Here are a few tips to pick out the right cap for your chimney.
MaterialThere are few material options to choose from for a new chimney cap. The most common materials that chimney caps are made from are: galvanized steel, copper, or stainless steel. Galvanized steel isn’t as durable as the other material choices, but they’re the most cost effective. Stainless steel caps are a mid-range option with improved quality and durability. Cooper chimney caps will be the most expensive, but they offer a different look with a higher threshold of aesthetic to the exterior of your home.
Know Your Chimney StyleThe style of chimney you have matters when it comes to picking out a cap. Brick and stone chimneys are called masonry chimneys. There are also factory built metal chimneys, which are simply flues consisting of metal pipes, either aluminum or stainless steel, that stick out of the roof. Then there are chimneys that don’t fall into either category that are specially constructed. You’ll need to know exactly what type of chimney you have, the kind of flue that it has, and its measurements and shape.
Single Flue Masonry ChimneysMasonry chimneys with a single flue might require a square, rectangular, round, or oval cap depending on the flue’s shape.
Masonry Chimneys with Flexible LinersIf your masonry chimney has a flexible metal liner, you’ll need to get a cap that’s slip-on. Flexible liners are softer, so a standard cap won’t fit over the opening.
Multi-Flue Masonry ChimneysMasonry chimneys with more than one flue are called multi-flue chimneys. These chimneys will need a top-mounted chimney cap, no matter if the flues are extended beyond the crown of the chimney or not.
Factory Built Metal ChimneysThese chimneys come from kits that a homeowner can assemble for products like wood-burning stoves. Single-wall metal chimneys will take chimney caps that attach to inside the flue liner or ones that fasten to the exterior. Some factory-built chimneys are double-walled, a flue-within-a-flue. For this style, you’d need a chimney cap designed to fit a double-wall pipe. Similarly, a triple-wall metal chimney pipe requires one specifically built for that style.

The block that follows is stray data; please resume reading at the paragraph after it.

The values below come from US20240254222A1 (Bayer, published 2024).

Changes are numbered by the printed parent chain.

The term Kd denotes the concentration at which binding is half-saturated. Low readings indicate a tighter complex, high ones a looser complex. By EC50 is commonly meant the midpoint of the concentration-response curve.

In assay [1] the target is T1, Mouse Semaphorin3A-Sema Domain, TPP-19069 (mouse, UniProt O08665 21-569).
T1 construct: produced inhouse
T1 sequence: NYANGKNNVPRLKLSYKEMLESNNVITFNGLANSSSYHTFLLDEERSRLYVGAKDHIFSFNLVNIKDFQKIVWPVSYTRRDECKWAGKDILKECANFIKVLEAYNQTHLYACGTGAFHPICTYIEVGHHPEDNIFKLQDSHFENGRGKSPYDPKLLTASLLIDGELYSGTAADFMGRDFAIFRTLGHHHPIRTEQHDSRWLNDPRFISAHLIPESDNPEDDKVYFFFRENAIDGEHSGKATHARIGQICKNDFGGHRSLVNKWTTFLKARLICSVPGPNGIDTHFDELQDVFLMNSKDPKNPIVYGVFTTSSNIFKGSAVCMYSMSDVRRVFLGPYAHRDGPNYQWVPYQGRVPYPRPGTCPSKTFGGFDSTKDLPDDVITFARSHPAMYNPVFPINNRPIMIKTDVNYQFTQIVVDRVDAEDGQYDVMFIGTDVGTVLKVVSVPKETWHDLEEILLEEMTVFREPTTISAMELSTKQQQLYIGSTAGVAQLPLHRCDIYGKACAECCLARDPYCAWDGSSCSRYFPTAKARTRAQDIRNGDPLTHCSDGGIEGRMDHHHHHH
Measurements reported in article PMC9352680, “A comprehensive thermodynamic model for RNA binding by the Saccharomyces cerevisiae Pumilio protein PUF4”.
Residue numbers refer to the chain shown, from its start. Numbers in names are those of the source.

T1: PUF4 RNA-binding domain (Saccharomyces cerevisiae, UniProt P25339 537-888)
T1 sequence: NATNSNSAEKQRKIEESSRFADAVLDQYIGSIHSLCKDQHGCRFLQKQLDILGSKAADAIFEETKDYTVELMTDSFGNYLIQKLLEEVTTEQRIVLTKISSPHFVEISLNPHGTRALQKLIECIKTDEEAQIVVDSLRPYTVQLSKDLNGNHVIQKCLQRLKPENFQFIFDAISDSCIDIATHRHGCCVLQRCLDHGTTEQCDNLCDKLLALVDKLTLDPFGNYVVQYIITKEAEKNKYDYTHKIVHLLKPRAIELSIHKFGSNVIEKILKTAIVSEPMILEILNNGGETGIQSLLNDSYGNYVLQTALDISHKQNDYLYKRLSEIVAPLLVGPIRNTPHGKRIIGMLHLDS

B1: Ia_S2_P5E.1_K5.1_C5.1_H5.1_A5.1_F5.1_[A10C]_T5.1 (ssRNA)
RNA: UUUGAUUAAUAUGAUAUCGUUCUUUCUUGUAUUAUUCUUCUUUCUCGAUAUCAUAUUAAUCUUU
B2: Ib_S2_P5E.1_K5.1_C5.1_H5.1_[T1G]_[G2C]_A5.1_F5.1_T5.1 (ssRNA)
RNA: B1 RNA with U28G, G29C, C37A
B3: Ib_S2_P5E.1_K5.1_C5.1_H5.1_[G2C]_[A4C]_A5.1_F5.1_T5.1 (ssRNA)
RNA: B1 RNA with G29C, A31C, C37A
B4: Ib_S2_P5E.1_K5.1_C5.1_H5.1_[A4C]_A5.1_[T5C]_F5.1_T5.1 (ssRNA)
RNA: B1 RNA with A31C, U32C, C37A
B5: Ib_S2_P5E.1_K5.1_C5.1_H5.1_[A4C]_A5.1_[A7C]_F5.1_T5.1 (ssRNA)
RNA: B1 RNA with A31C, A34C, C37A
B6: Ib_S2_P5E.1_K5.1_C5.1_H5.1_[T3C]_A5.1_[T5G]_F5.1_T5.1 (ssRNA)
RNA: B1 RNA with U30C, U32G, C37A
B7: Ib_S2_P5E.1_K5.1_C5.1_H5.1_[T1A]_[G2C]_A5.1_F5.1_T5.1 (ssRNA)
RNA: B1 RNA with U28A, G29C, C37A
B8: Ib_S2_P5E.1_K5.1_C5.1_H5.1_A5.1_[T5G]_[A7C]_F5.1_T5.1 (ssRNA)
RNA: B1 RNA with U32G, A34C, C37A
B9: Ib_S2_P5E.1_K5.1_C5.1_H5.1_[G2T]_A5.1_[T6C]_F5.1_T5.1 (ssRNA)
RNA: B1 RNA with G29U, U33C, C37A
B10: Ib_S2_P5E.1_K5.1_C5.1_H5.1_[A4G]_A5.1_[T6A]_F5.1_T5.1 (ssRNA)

Special Chimney Cap StylesDowndrafts might be more of problem for you if you happen to live in a particularly windy area. You might notice that you need something extra to prevent downdrafts. Fortunately, there’s a chimney cap just for that. Draft-increasing chimney caps, as their name suggests, improve drafts, forcing the smoke inside the chimney to move upward. And good news for you, the stronger the gust of wind that blows on this cap, the better updraft you will have. If you have an older masonry chimney that is lacking a damper, you’ll likely begin to notice air escaping when don’t have a fire burning in the fireplace. You’ll also notice higher energy bills because of this poor energy efficiency. A cap and damper combination piece can aid in fixing this issue because this cap will mount on the top of the flue and is controlled by a cable that runs down the chimney. You can open and close it by using a lever on the fireplace wall, so you’ll know for sure when the chimney is being exposed to a draft.
The Advantages of a Chimney CapIf your home has a chimney then you’ll need a cap if it doesn’t have one already. If you don’t use your fireplace a whole lot, you’ll still need a cap because of its many advantages. Here’s what having a chimney cap will do:
- Air flow: chimney caps ensure that you have strong, reliable draft so you can enjoy your fire, not the smoke.
- Prevent damage, protect the masonry: a chimney cap keeps out moisture from rainwater and snow. Homeowners know that moisture is always a bad sign, especially in cold, damp places like the inside of your chimney. Too much water exposure can seep into the seams of the masonry, and before you know it, your chimney is crumbling apart. Talk about an expensive repair.
- Prevent chimney fires: caps keep out debris from nests, critters, and nearby trees. Blockages are incredibly dangerous and if your chimney can’t channel air in and out, you’re at risk for a chimney fire.